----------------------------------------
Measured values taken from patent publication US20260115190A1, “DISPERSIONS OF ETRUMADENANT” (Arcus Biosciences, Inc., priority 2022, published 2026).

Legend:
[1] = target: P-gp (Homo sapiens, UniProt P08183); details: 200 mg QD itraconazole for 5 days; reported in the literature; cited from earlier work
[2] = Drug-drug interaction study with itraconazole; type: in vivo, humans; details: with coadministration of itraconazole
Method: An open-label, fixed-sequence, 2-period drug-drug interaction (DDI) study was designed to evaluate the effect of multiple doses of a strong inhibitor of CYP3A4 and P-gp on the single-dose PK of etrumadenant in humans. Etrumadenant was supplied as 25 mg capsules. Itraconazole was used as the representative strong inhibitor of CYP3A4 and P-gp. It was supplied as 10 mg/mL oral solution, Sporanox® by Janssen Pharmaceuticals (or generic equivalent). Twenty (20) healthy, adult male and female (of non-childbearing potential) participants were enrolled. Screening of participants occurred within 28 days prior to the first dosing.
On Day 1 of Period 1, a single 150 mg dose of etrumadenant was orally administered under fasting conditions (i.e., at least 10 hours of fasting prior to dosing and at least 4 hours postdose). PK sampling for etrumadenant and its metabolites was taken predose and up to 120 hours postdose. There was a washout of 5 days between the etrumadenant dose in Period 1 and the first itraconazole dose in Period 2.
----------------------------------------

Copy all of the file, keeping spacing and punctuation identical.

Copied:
Measured values taken from patent publication US20260115190A1, “DISPERSIONS OF ETRUMADENANT” (Arcus Biosciences, Inc., priority 2022, published 2026).

Legend:
[1] = target: P-gp (Homo sapiens, UniProt P08183); details: 200 mg QD itraconazole for 5 days; reported in the literature; cited from earlier work
[2] = Drug-drug interaction study with itraconazole; type: in vivo, humans; details: with coadministration of itraconazole
Method: An open-label, fixed-sequence, 2-period drug-drug interaction (DDI) study was designed to evaluate the effect of multiple doses of a strong inhibitor of CYP3A4 and P-gp on the single-dose PK of etrumadenant in humans. Etrumadenant was supplied as 25 mg capsules. Itraconazole was used as the representative strong inhibitor of CYP3A4 and P-gp. It was supplied as 10 mg/mL oral solution, Sporanox® by Janssen Pharmaceuticals (or generic equivalent). Twenty (20) healthy, adult male and female (of non-childbearing potential) participants were enrolled. Screening of participants occurred within 28 days prior to the first dosing.
On Day 1 of Period 1, a single 150 mg dose of etrumadenant was orally administered under fasting conditions (i.e., at least 10 hours of fasting prior to dosing and at least 4 hours postdose). PK sampling for etrumadenant and its metabolites was taken predose and up to 120 hours postdose. There was a washout of 5 days between the etrumadenant dose in Period 1 and the first itraconazole dose in Period 2.